The Magnum Rifle and the Progressive Path

By Mike Pusz

I believe that the quest for lightness in a hunting rifle and magnum power in its cartridge is a chase that most shooters and hunters are going to have trouble mastering. Rifles weighing 7.5 pounds or more out of the box, and longer barrels, help prevent flinching in calibers of .270 and above. I perceive that many hunters are trading accuracy for absolute power in American rifles. The rifle can be proved to be inherently accurate on the bench, but useless in the field because of the shooter's recoil induced flinch.

Some inexperienced hunters and riflemen will inevitably go to a magnum before first mastering what I call the progressive path. This is the natural progression of calibers, allowing the rifleman time to master increasing power and recoil. It should go something like this: .222, .223, .22-250, or .220 Swift, to the .243 Winchester/6mm Remington, to the .257 Roberts/.25-06, to the .260 Remington/.270 Winchester, to the 7mm-08/.280 Remington, and finally to the .308 Winchester/.30-06.

My philosophy has been to match the tool to the situation at hand rather than over do the power resource. Just as one works up a handload, riflemanship should progress from the basics of the .22 rimfire to the power and recoil of the long and short magnums. For instance, if a 100 grain bullet is adequate, use the .243/6mm. The .25 caliber rifles are used only when a heavier bullet is required, even though they can handle a 100 grain bullet. 120 grain bullets are for use in the .25's, 130 grain bullets in the .270's, 140 grain bullets in the 7mm's, and 150 grains and above in the .308 or .30-06.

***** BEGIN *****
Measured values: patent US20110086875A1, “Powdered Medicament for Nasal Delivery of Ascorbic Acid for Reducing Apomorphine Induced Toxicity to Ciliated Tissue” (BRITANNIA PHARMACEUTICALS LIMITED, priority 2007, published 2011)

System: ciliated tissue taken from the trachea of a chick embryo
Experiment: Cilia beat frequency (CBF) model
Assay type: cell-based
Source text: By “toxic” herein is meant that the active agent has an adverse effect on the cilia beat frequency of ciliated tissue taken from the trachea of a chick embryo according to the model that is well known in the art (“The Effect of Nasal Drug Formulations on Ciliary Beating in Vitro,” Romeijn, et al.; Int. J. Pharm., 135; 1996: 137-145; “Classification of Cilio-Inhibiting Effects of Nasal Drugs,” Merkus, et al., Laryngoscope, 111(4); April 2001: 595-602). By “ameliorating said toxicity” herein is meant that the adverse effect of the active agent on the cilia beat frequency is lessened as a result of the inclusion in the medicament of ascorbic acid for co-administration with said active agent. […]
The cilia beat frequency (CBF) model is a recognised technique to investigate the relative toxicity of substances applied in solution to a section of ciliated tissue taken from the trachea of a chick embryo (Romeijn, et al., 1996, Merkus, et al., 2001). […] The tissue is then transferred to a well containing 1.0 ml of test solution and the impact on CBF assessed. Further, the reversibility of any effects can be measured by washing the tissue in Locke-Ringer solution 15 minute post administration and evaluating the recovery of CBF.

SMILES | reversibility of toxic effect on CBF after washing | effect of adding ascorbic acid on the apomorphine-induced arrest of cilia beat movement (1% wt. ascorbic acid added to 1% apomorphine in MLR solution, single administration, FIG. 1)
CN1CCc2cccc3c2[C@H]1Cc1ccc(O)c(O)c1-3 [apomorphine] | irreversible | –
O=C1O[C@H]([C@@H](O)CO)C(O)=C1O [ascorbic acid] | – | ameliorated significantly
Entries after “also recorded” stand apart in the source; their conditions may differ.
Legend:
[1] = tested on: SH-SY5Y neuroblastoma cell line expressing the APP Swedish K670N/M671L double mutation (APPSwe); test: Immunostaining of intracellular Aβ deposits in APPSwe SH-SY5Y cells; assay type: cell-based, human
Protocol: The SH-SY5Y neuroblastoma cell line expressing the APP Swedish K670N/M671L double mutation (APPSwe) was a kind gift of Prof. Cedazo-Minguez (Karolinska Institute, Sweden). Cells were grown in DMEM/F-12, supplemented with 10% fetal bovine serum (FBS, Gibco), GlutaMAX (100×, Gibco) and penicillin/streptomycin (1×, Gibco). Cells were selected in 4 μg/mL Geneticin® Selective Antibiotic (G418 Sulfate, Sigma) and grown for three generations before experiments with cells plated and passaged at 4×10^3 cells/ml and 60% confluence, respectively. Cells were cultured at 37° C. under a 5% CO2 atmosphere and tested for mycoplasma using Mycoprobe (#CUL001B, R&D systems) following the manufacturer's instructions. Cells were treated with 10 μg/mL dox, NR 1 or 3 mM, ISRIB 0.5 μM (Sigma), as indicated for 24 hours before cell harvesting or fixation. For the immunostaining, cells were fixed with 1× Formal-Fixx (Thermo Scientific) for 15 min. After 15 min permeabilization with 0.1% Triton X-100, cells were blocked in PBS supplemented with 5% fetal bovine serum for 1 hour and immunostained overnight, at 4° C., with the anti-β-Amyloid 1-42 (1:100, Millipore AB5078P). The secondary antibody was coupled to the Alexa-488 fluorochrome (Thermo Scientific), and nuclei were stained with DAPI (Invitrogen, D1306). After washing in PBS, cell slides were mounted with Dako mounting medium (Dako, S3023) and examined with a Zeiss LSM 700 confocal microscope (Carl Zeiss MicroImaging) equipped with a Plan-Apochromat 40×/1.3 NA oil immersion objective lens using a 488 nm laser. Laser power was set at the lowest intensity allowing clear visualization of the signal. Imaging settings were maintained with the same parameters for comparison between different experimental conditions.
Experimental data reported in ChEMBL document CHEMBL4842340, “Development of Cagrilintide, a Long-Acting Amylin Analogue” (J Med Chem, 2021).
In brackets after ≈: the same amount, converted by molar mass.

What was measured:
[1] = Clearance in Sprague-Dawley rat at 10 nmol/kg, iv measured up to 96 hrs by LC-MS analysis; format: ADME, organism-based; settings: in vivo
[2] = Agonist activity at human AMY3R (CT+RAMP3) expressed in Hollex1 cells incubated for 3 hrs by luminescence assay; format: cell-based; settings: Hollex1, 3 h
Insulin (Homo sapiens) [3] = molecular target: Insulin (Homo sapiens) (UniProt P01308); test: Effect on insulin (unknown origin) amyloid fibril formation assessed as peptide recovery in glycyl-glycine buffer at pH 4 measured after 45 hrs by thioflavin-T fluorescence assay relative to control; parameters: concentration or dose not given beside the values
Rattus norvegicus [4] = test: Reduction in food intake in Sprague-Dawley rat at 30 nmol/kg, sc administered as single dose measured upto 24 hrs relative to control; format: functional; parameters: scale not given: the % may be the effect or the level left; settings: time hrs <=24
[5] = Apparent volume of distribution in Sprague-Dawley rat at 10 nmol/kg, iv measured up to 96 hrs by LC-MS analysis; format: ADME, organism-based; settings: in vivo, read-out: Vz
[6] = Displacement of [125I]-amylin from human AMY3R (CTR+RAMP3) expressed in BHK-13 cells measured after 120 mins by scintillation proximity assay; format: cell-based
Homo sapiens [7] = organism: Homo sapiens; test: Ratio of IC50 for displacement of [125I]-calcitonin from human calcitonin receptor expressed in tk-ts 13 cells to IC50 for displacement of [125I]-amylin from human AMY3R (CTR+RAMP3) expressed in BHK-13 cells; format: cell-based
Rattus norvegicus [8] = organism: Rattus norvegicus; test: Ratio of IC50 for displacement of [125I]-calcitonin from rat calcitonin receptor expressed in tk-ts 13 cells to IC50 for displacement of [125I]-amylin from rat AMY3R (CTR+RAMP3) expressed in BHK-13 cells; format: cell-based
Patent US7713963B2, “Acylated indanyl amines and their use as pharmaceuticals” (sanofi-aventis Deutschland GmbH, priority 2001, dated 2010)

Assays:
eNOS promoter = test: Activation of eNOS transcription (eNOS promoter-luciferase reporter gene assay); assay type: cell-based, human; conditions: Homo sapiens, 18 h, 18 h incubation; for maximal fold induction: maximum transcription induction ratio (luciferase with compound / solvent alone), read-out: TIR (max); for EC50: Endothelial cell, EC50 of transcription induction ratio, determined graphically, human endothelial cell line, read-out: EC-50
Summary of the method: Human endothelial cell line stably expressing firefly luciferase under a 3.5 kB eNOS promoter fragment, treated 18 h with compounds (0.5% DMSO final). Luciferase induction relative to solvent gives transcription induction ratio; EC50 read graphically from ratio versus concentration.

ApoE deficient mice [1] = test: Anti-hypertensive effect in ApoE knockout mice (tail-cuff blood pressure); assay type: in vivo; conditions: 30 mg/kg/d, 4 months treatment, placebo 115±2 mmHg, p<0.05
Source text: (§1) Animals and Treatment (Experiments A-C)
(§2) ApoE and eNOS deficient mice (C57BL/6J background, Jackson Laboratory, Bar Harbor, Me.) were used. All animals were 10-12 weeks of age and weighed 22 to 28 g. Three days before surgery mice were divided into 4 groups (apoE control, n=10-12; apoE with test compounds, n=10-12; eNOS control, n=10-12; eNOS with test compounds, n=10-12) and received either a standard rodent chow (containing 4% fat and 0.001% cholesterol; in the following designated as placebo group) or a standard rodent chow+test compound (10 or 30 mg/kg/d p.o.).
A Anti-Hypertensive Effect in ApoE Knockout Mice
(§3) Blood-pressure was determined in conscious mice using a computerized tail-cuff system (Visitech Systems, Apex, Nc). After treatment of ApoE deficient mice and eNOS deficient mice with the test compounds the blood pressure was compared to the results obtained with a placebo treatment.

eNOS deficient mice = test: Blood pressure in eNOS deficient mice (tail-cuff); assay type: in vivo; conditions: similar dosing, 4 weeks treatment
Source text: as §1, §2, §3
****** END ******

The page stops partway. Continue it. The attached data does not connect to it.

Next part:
Magnum calibers, for me, are only used only in situations where I'm on a $4000 elk or sheep hunt and do not want to fool around with chasing animals over mountain ranges. On a Wyoming mule deer and antelope hunt, I can do just fine with a .308 or .30-06 out to 300 yards. A .260 or 7mm-08 is perfect in Pennsylvania.

The magnums certainly have their place for dangerous game and extended ranges, but they are not appropriate calibers for training riflemen, particularly in light rifles. One day common sense will prevail and the 8 pound rifle will make a comeback, along with physical conditioning for the hunter. I want some steel in a rifle when shooting any magnum cartridge.

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Copyright 2002 by Michael T. Pusz. All rights reserved.